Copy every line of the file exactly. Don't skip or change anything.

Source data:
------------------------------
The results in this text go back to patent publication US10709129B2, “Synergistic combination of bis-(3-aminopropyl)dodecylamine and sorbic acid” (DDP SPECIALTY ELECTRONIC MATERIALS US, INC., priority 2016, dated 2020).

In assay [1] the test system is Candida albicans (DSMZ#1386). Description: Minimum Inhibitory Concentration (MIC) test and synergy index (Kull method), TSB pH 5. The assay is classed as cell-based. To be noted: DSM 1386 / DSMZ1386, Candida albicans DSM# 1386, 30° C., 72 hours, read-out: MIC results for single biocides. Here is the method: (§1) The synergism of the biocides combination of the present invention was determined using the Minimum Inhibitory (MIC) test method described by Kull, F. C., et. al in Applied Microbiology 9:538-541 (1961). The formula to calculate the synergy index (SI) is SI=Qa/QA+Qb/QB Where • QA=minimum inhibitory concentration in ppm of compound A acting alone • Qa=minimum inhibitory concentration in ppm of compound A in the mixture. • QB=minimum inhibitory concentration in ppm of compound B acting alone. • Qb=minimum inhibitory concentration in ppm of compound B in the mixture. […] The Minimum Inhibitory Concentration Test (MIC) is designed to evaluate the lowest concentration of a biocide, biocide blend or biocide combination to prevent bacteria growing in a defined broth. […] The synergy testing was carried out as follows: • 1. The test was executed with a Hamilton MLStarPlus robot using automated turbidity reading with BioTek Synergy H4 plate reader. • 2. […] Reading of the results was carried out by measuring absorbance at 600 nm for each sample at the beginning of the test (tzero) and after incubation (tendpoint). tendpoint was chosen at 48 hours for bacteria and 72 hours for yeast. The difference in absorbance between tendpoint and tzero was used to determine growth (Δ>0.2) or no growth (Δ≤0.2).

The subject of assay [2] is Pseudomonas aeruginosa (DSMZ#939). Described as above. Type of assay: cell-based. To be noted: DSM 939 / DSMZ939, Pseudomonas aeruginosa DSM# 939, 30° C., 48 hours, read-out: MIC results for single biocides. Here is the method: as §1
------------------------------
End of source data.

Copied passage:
The results in this text go back to patent publication US10709129B2, “Synergistic combination of bis-(3-aminopropyl)dodecylamine and sorbic acid” (DDP SPECIALTY ELECTRONIC MATERIALS US, INC., priority 2016, dated 2020).

In assay [1] the test system is Candida albicans (DSMZ#1386). Description: Minimum Inhibitory Concentration (MIC) test and synergy index (Kull method), TSB pH 5. The assay is classed as cell-based. To be noted: DSM 1386 / DSMZ1386, Candida albicans DSM# 1386, 30° C., 72 hours, read-out: MIC results for single biocides. Here is the method: (§1) The synergism of the biocides combination of the present invention was determined using the Minimum Inhibitory (MIC) test method described by Kull, F. C., et. al in Applied Microbiology 9:538-541 (1961). The formula to calculate the synergy index (SI) is SI=Qa/QA+Qb/QB Where • QA=minimum inhibitory concentration in ppm of compound A acting alone • Qa=minimum inhibitory concentration in ppm of compound A in the mixture. • QB=minimum inhibitory concentration in ppm of compound B acting alone. • Qb=minimum inhibitory concentration in ppm of compound B in the mixture. […] The Minimum Inhibitory Concentration Test (MIC) is designed to evaluate the lowest concentration of a biocide, biocide blend or biocide combination to prevent bacteria growing in a defined broth. […] The synergy testing was carried out as follows: • 1. The test was executed with a Hamilton MLStarPlus robot using automated turbidity reading with BioTek Synergy H4 plate reader. • 2. […] Reading of the results was carried out by measuring absorbance at 600 nm for each sample at the beginning of the test (tzero) and after incubation (tendpoint). tendpoint was chosen at 48 hours for bacteria and 72 hours for yeast. The difference in absorbance between tendpoint and tzero was used to determine growth (Δ>0.2) or no growth (Δ≤0.2).

The subject of assay [2] is Pseudomonas aeruginosa (DSMZ#939). Described as above. Type of assay: cell-based. To be noted: DSM 939 / DSMZ939, Pseudomonas aeruginosa DSM# 939, 30° C., 48 hours, read-out: MIC results for single biocides. Here is the method: as §1